This year, the prices of construction materials have shot up to record highs. A recent report on the Construction Materials Price Index for July 2008 released by the Ministry of Commerce shows some interesting points, as indicated below:
- The Construction Materials Price Index in July 2008 rose to 177.0, increasing 1.0 percent over 175.3 in June, YoY, soaring 31.1 percent up over the 29.3 percent growth in June's increase. This latest increase stemmed largely from much higher steel prices that are up an average of 75.7 percent over-year, as well as hikes in other major construction material prices.
- However, KResearch forecasts that the prices of construction materials over the remainder of this year may ease slightly due to a slump in domestic oil prices, a major transportation cost for construction materials, in line with the global oil market coupled with the recent reduction in excise tax on fuels. At the same time, global raw material prices, particularly for steel, may cool in line with the global economic slowdown. The full-year Construction Materials Price Index is therefore projected will increase to around 25 percent growth, rising dramatically over the 4.9 percent seen in 2007. This may be the highest increase experienced since the first Oil Crisis, 1973-1974.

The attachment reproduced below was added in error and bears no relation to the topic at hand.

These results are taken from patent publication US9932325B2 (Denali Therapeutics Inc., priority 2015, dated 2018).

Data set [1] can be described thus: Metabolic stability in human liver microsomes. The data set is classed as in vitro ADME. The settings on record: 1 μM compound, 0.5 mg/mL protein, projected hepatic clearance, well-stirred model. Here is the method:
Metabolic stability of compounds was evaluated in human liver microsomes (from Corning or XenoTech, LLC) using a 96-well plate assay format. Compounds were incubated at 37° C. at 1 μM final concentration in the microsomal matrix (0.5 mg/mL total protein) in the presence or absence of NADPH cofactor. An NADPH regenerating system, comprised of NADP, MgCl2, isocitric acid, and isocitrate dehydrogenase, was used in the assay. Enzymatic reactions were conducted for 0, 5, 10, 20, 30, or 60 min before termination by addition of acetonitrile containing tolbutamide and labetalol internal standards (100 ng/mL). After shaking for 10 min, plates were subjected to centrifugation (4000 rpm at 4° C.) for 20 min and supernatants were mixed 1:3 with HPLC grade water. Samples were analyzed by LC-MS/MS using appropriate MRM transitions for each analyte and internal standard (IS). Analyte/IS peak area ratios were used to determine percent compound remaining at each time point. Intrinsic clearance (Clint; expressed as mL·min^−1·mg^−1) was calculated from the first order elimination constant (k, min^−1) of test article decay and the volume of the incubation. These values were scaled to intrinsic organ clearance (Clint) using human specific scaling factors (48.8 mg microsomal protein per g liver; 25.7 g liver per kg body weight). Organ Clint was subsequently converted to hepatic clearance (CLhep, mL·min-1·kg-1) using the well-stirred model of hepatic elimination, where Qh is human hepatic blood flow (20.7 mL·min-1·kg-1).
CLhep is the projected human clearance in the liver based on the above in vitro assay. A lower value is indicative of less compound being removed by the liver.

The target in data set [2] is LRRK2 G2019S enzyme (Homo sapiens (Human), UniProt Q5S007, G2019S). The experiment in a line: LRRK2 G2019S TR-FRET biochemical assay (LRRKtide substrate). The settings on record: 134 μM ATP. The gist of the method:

The rather sudden increase of 25 percent in construction material costs over a period of one year dealt a severe blow to construction projects. On average, the cost of construction materials and decorative items accounts for 60 percent of the project construction value. Even worse, amid exorbitantly high transportation, energy and labor costs, construction and real estate businesses have been hit hard. This is also true of the cost estimates on the government's mega-projects. With this hindrance to the progress of these projects, the nation's investment growth may fall short of projections, which will eventually affect economic growth over the latter half of this year.
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